MLBTR continues its Draft Prospect Q&A series in order to give our readers a look at some of the top names on the board in this year’s draft. MLBTR will be chatting with some of the draft’s most well-regarded prospects as they prepare for the 2016 draft on June 9-11; we’ve already spoken with Oklahoma’s Alec Hansen and Louisville’s Corey Ray.
Centerfielder Kyle Lewis is doing everything he can to put himself and Mercer University on the baseball map. The 6’4”, 210-pound junior has scouts flocking to Macon, GA, to watch the Southern Conference star play – and was named to the Golden Spikes Midseason Watch List this week.
Undrafted out of high school, the Snellville, GA, product burst onto the scene during the summer of 2014 by earning Great Lakes League Player of the Year honors. Last year, he nearly won the Southern Conference Triple Crown (batting .367 with 17 homers and 56 RBI) before putting together a stellar summer in the Cape Cod League.
Lewis entered the 2016 season ranking as the No. 8 overall prospect for the draft according to both MLB.com and Baseball America. Last week, ESPN.com’s Keith Law listed him as the seventh-best prospect for the draft, calling him “an athletic centerfielder with real power in his wrists. That’s a rarity in the draft for a position player who projects to stay up the middle.”
Lewis began this week ranking in the national Top 5 in homers, total bases, RBI, slugging percentage, walks, on-base percentage, runs scored and batting average. He took some time out of his busy schedule to talk with MLBTR:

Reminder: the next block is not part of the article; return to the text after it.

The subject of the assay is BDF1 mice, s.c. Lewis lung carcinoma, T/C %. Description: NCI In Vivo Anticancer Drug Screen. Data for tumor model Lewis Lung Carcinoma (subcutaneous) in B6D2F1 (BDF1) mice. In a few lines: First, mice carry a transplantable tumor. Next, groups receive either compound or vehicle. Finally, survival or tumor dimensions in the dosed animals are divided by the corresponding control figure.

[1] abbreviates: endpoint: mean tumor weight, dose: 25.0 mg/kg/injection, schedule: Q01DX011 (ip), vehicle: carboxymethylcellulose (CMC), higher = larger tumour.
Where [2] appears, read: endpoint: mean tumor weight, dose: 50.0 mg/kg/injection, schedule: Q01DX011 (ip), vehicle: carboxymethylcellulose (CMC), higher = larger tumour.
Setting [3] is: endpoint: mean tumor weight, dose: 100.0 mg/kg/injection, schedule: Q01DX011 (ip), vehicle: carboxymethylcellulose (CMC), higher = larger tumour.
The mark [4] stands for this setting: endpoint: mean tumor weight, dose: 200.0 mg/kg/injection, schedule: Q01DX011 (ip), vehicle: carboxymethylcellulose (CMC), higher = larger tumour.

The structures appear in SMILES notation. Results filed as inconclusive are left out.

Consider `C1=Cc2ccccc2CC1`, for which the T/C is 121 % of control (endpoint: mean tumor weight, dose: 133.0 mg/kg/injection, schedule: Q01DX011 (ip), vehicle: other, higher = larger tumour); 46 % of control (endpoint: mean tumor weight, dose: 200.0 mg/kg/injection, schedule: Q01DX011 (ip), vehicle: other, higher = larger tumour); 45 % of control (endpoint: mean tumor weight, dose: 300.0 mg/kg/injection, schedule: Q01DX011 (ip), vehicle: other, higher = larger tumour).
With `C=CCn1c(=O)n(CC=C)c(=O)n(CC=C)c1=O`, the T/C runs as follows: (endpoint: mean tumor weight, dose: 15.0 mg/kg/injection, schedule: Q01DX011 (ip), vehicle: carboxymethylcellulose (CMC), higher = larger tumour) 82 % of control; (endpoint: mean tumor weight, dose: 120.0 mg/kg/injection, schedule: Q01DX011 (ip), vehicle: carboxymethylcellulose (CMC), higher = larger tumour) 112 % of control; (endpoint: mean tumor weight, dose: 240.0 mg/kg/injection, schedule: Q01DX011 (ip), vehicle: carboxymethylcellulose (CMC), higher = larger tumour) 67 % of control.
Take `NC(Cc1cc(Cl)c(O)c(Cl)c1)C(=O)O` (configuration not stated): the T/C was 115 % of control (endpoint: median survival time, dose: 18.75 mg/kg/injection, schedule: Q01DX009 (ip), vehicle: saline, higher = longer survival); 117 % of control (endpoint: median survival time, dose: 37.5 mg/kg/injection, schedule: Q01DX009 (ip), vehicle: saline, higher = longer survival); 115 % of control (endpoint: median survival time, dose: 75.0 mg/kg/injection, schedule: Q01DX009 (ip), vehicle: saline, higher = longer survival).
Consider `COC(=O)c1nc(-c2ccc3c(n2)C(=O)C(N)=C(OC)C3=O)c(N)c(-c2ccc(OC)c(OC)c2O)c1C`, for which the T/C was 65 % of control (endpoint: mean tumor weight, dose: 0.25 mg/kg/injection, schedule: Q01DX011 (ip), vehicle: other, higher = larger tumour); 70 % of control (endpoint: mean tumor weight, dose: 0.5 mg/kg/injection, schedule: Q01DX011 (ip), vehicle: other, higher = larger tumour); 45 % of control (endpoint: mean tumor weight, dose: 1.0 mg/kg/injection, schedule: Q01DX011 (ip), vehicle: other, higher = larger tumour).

Chuck Wasserstrom: Let’s start out by talking about Mercer – which isn’t exactly a baseball hotbed. You have the chance to become the first 1st-round pick in school history. Is that important to you?
Kyle Lewis: “Yes it is. It would be something exciting to say that I came from a small school and accomplish that type of thing. I take a lot of pride in being able to represent my school and be one of the faces for the school. So that would be something definitely exciting for me.”
Can you tell me a little bit about your baseball background? You went undrafted out of high school. Is it safe to say you played other sports growing up?
“I played baseball, but I played a lot more basketball. That was kind of my big thing – playing basketball coming up. I played baseball as well during the season, but I never played any summer baseball or anything like that until going into my senior year of high school. That year, I played my first year of full travel baseball – and I was able to have some success in that. So going into my senior year, I started picking up training and things like that in order to start working on my skills and be able to pursue a college scholarship and potentially get drafted.”